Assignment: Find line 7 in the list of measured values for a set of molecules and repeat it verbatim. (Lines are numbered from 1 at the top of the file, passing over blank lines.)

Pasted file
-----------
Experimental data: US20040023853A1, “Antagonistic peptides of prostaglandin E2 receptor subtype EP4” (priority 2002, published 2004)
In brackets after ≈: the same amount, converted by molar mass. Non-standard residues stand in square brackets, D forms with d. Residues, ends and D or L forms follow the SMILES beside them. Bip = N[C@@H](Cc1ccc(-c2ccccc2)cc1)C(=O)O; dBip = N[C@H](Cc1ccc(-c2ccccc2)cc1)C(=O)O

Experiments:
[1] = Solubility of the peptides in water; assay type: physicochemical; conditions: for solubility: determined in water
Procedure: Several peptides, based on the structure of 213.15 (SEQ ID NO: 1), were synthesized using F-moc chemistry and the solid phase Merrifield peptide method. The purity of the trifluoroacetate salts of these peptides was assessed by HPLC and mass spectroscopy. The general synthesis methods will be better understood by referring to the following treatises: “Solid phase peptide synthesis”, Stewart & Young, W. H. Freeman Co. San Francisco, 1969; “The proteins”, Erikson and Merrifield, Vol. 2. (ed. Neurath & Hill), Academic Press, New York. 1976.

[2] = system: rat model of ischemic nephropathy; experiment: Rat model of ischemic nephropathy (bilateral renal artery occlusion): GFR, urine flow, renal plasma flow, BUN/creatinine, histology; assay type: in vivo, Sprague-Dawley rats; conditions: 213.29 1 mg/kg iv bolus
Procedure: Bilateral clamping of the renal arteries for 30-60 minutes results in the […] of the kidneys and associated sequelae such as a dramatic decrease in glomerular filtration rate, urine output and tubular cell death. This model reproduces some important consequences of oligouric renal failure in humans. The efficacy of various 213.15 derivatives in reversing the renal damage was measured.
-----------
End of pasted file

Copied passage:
Procedure: Bilateral clamping of the renal arteries for 30-60 minutes results in the […] of the kidneys and associated sequelae such as a dramatic decrease in glomerular filtration rate, urine output and tubular cell death. This model reproduces some important consequences of oligouric renal failure in humans. The efficacy of various 213.15 derivatives in reversing the renal damage was measured.